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Seattle by David-Edward Hughes

Princesses at The 5th Avenue Theatre

Princesses
Lindsay Mendez, Anne Letscher, Sierra Boggess in Princesses
There is much to like, and much to hope will be changed, in Princesses, the new Broadway bound musical at the 5th Avenue Theatre. Cheri and Bill Steinkellner's book has some terrific jokes, as you would expect from veteran scribes of TV's Cheers. Composer Matthew Wilder (Mulan) and lyricist David Zippel (City of Angels) have written a score with a solid handful of really good songs. With adept musical theatre veterans Brent Barrett and Donna English shepherding a vibrant cast of young performers through this Zippel conceived and directed show-within-a-show twist on Francis Hodgson Burnett's The Little Princess, there is a promising show here. Whether that promise can be fulfilled in such a way to help these Princesses ascend a Broadway throne remains to be seen.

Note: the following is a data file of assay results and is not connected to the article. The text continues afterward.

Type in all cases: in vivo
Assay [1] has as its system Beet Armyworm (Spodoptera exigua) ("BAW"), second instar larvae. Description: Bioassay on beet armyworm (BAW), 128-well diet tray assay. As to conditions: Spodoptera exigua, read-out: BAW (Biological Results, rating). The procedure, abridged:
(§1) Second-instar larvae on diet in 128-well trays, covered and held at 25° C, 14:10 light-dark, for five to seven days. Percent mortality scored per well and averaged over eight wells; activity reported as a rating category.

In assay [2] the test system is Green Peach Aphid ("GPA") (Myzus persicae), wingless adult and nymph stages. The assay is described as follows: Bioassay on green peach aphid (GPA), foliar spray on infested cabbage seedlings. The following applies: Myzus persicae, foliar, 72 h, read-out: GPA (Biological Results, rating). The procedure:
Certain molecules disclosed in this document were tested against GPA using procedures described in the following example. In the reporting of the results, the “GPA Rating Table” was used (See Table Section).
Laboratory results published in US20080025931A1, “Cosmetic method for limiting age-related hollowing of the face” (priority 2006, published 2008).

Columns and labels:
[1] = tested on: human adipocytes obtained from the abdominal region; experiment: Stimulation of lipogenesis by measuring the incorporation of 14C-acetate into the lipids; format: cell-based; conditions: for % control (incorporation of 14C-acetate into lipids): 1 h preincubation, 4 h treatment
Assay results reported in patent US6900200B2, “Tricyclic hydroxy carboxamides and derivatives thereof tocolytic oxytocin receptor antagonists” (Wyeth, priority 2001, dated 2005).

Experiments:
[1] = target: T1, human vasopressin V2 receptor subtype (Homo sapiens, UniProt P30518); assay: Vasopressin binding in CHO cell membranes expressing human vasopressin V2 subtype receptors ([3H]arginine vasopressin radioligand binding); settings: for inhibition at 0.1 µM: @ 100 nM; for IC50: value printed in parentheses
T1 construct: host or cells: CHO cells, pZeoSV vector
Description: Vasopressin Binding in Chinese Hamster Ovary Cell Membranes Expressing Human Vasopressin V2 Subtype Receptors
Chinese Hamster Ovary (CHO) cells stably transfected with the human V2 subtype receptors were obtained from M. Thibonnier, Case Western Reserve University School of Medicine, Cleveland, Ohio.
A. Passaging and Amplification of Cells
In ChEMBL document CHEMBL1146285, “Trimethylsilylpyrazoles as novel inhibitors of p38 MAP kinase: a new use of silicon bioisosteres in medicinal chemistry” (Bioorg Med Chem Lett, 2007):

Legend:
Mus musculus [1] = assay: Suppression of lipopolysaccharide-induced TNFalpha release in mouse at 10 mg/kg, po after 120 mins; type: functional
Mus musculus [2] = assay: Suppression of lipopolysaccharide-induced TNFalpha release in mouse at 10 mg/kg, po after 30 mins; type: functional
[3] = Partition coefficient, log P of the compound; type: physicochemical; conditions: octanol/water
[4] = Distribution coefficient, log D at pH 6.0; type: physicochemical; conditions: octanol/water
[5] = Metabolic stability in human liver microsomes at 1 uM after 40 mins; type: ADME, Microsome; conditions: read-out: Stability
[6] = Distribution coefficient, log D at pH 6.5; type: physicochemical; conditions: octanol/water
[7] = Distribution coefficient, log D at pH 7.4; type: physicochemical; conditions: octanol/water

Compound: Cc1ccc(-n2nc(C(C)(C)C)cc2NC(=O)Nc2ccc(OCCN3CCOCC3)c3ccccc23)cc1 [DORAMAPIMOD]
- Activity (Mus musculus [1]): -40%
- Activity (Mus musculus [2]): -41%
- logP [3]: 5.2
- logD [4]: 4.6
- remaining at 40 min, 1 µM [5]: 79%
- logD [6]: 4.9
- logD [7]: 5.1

The parallels to The Little Princess are none too subtly drawn, as the show's heroine Miranda (Jenny Fellner) is shipped off to an exclusive all-girls boarding school by her self-absorbed movie star dad Kevin Finch (Brent Barrett) and ends up cast by her mousy music teacher Ms. Nibbey in the pivotal role of Sara Crewe in the school's musical of A Little Princess. Enter errant Daddy Finch, pushed out of a Hollywood action film by a younger model of himself, and attempting to make amends with Miranda by directing (and playing her father in) the show. When the Hollywood know-it-alls ask Finch back, he reverts to type and heads back to the Hollywood Hills, seemingly trashing all the inroads made with this daughter. This leaves her ready to desert the school and the show for a romantic trip to Paris with her L.A. boyfriend, the aforementioned younger model of her dad, Zachary Tanner (Storm Newton). But, with a stern reproach from a suddenly gutsy Ms. Nibbey, Miranda stays in the show, and the tale reaches its predictable happy ending.